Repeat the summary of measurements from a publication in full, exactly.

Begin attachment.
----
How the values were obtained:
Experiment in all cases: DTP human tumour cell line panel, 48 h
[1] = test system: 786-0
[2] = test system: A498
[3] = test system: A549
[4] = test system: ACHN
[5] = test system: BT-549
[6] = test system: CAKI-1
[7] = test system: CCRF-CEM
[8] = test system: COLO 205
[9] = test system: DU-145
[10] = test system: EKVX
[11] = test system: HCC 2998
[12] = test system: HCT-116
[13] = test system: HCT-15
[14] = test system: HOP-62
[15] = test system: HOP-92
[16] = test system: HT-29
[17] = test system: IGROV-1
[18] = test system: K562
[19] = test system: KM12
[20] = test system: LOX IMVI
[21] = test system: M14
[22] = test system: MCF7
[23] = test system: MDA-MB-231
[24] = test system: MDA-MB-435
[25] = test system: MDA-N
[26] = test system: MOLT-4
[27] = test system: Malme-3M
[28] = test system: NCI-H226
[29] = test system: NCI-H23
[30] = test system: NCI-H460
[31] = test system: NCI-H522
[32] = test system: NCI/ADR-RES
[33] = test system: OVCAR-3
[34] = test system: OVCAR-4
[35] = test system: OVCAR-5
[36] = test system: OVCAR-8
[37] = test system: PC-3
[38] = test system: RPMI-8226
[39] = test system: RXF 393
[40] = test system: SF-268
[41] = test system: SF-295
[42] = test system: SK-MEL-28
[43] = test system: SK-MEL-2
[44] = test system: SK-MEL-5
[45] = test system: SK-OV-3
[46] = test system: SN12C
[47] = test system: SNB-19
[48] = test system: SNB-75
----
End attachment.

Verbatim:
How the values were obtained:
Experiment in all cases: DTP human tumour cell line panel, 48 h
[1] = test system: 786-0
[2] = test system: A498
[3] = test system: A549
[4] = test system: ACHN
[5] = test system: BT-549
[6] = test system: CAKI-1
[7] = test system: CCRF-CEM
[8] = test system: COLO 205
[9] = test system: DU-145
[10] = test system: EKVX
[11] = test system: HCC 2998
[12] = test system: HCT-116
[13] = test system: HCT-15
[14] = test system: HOP-62
[15] = test system: HOP-92
[16] = test system: HT-29
[17] = test system: IGROV-1
[18] = test system: K562
[19] = test system: KM12
[20] = test system: LOX IMVI
[21] = test system: M14
[22] = test system: MCF7
[23] = test system: MDA-MB-231
[24] = test system: MDA-MB-435
[25] = test system: MDA-N
[26] = test system: MOLT-4
[27] = test system: Malme-3M
[28] = test system: NCI-H226
[29] = test system: NCI-H23
[30] = test system: NCI-H460
[31] = test system: NCI-H522
[32] = test system: NCI/ADR-RES
[33] = test system: OVCAR-3
[34] = test system: OVCAR-4
[35] = test system: OVCAR-5
[36] = test system: OVCAR-8
[37] = test system: PC-3
[38] = test system: RPMI-8226
[39] = test system: RXF 393
[40] = test system: SF-268
[41] = test system: SF-295
[42] = test system: SK-MEL-28
[43] = test system: SK-MEL-2
[44] = test system: SK-MEL-5
[45] = test system: SK-OV-3
[46] = test system: SN12C
[47] = test system: SNB-19
[48] = test system: SNB-75